Summer at St. Brendan’s

After finishing a Licentiate-level theology seminar on the Ecclesiological Thought of Henri de Lubac at Regina Apostolorum I left Rome in early June for Merrimack, NH, to participate (and serve as chaplain) in a Fides et Ratio seminar on the Church Fathers, Doctors, and Popes held at St. Thomas More College and organized by the Faith and Reason Institute. The format of the seminar is an academic retreat by and for educators, and we enjoyed a wonderful “repast” of great Catholic and Christian authors, discussing selected texts in a quiet college campus on summer break.


After the seminar I traveled to Cumming, GA to spend the majority of my summer at St. Brendan the Navigator parish. St. Brendan’s is a parish of the Archdiocese of Atlanta under the direction of the Legionaries of Christ, and ministers to around 3,500 families, including a substantial Hispanic community. The Cumming area over the last twenty years (at least) has been growing on overdrive, and the parish was founded in 2001. Starting this summer I’ll be regularly helping the three Legionary priests assigned full time to this parish in addition to spending every fall and early winter teaching in Rome.

St. Brendan the Navigator

My priestly ministry to date has mostly consisted of an academic ministry, chaplaincies for the Consecrated Women of Regnum Christi, and a chaplaincy for a girls’ boarding school. I’d occasionally help a parish out with Mass or confessions, but this was my first experience spending an extended period of time not only visiting, but working as a part of the parish team. About a month and a half of my stay there I was dedicated full time to the parish, covering for the other priests on vacation, spiritual exercises, or visits home. At the parish we had four times a week scheduled for Confession, each at least two hours long, which was usually not enough. The only day I didn’t have penitents in line from the beginning and for the duration (and usually beyond) was the day after Hurricane Irma blew through.

For the first time I was “on call” for a sacramental emergency line: if a loved one is nearing death the priest “on call” can be contacted, day or night, to come and give him or her the sacraments and send them to Our Lord. The morning Hurricane Irma, downgraded to a Tropical Storm, was scheduled to pass through the area I visited a hospice and administered the last rites to a man not expected to survive the day. His family was understandably grateful I braved the adverse weather to come (I told them to thank God in his Providence that the storm’s arrival had been delayed).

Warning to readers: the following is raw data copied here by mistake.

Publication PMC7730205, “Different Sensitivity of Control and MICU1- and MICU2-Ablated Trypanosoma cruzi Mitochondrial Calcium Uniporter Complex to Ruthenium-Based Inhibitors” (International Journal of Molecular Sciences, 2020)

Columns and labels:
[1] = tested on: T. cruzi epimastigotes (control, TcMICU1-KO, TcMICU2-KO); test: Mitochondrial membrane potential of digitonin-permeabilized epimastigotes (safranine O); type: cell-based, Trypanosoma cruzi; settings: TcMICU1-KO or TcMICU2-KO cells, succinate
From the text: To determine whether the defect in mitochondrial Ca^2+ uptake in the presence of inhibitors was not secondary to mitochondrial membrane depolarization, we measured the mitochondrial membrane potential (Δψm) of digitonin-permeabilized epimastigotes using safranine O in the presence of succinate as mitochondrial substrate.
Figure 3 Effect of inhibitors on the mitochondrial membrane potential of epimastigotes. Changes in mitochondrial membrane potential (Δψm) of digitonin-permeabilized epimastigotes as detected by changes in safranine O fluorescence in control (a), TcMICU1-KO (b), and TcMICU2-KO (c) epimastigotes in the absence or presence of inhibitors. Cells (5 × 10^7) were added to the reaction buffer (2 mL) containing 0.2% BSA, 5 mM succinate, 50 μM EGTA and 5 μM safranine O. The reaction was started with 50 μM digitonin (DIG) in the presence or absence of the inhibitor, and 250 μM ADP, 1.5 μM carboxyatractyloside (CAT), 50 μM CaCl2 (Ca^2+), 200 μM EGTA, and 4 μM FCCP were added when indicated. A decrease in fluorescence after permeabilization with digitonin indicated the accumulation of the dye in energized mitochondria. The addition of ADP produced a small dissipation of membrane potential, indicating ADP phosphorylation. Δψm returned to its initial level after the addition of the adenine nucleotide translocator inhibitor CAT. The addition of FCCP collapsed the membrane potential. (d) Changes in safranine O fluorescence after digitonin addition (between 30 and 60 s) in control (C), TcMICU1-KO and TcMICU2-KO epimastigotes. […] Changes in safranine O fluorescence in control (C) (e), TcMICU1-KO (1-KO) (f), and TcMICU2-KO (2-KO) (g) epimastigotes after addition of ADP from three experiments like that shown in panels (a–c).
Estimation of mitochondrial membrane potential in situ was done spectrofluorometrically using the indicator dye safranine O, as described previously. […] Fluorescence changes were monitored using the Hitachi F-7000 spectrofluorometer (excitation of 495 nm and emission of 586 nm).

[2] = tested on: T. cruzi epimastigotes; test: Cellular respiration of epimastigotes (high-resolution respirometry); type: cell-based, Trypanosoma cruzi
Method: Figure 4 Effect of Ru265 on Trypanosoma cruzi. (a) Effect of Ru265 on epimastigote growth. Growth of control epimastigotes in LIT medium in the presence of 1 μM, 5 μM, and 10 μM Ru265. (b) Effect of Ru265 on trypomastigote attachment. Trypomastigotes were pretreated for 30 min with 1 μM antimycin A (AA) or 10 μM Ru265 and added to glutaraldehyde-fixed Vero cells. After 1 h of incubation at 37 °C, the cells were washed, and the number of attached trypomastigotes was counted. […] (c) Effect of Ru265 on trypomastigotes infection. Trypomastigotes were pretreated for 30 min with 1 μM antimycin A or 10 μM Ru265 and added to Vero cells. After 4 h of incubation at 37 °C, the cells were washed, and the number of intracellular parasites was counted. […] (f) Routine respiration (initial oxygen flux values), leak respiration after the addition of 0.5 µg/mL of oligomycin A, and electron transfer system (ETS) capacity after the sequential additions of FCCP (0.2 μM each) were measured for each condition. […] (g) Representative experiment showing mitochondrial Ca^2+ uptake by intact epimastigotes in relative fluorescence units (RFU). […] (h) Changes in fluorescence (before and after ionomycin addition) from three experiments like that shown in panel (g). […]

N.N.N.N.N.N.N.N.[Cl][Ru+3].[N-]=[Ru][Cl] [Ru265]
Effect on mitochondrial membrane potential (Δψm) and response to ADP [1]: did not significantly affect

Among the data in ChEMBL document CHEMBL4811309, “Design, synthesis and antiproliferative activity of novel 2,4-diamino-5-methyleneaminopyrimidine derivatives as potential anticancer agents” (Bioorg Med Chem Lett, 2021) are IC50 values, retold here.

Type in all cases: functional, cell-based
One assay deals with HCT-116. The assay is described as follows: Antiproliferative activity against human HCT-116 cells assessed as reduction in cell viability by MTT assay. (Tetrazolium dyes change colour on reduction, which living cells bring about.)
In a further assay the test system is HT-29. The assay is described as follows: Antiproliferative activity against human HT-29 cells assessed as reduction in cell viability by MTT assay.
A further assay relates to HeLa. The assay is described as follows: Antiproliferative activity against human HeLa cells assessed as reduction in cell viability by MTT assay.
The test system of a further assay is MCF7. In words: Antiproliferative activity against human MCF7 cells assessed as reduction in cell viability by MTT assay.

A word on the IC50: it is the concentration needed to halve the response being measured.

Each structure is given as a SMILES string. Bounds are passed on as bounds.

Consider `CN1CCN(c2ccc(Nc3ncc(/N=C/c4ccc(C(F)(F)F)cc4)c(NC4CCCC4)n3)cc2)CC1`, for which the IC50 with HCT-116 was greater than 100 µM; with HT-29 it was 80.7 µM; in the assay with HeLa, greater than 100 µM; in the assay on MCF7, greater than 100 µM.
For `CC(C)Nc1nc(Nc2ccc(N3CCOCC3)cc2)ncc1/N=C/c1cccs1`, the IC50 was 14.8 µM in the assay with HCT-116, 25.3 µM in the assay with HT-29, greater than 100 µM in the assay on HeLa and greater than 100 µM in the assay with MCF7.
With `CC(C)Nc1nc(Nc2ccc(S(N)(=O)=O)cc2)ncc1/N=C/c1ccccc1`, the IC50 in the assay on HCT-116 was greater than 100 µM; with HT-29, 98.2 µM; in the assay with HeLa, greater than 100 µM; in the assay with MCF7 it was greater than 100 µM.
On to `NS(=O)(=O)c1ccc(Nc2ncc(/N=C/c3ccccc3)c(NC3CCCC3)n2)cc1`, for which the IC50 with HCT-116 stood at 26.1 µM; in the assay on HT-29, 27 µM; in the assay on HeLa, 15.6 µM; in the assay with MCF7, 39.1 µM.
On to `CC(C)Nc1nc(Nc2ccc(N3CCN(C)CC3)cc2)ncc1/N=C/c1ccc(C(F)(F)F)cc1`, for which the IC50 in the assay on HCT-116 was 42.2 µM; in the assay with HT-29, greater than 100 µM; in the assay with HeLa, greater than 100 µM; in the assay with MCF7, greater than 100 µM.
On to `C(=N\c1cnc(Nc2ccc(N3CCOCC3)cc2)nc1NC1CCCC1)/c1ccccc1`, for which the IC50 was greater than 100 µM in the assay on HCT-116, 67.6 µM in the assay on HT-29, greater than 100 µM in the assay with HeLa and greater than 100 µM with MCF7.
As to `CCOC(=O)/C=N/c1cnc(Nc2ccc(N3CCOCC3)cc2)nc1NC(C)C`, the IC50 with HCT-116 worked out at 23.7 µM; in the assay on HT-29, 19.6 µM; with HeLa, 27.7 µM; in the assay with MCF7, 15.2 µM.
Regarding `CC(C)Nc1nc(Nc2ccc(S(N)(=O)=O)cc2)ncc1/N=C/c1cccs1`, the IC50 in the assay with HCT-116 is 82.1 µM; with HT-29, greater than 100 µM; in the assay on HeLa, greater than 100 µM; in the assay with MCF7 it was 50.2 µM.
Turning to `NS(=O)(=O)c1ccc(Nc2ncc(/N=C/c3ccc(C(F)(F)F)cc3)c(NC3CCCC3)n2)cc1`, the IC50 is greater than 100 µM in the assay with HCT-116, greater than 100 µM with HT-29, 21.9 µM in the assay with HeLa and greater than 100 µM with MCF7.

We have three Spanish Masses, in addition to confession, and I also celebrated quinceañeras for several young women turning fifteen who wanted to present themselves to the Lord for his blessing and entrust themselves to the Blessed Mother. On the first Saturday of July a group dedicated to nocturnal adoration of the blessed sacrament had a ceremony of initiation as part of the Saturday evening Mass, and a large group of young men and women joined the group (over thirty). These same people devoted to the Blessed Sacrament would also become altar servers for the Spanish Masses. A growing Indian group of parishioners also starting organizing nocturnal adoration monthly and asked me to preach for them a few times.

During July there were also intensive Faith Formation courses for children K-5. I gave talks on sacred vessels, the parts of Mass, and Adoration, along with a little adoration time in silence. The Faith Formation concluding with a celebration of the Eucharist. Among the questions were, “The purificator is used when giving out the Precious Blood for sanitary reasons, isn’t it?” (Answer: among other things). and “Can I take one of the used hosts home with me?” (Answer: no, we keep it in the tabernacle if we don’t consume it).

Working in a parish also gives you many unexpected opportunities for pastoral outreach. After Mass people would ask for confession, advice, counseling, and blessings. One distraught person sought some guidance after not having set foot in a parish since before the Second Vatican Council. He’d attended my Mass, in the back, and said “things have changed a lot” (an understatement). I was happy to see a few weeks later that he is now attending Sunday Mass again.

While in Cumming I resided in the Legionary community that ministers to Pinecrest Academy, the parish, and the Territorial Direction and Administration of the Legion in North America. It’s my home away from Rome (sorry, I couldn’t resist). I had the opportunity to attend the Regnum Christi Spirituality Center offsite meetings for the first time since I started writing Finding the Plug for their website two years ago. I had never met a third of the team: working via e-mail and the occasional Skype does not give you enough perspective on working with a great team of people who really want to nourish as many people spiritually as possible.

Back in Rome classes are underway (Ecclesiology and a Licentiate-level seminar on Priesthood in the Thought of Joseph Ratzinger), and I’m preparing a conference and article for a theology congress (Church Unity and Christian Divisions: Paradigms and Perspectives) and a plenary assembly of the theology faculty. Working in a parish is beautiful, but some priests have other ministries too. Back to the books!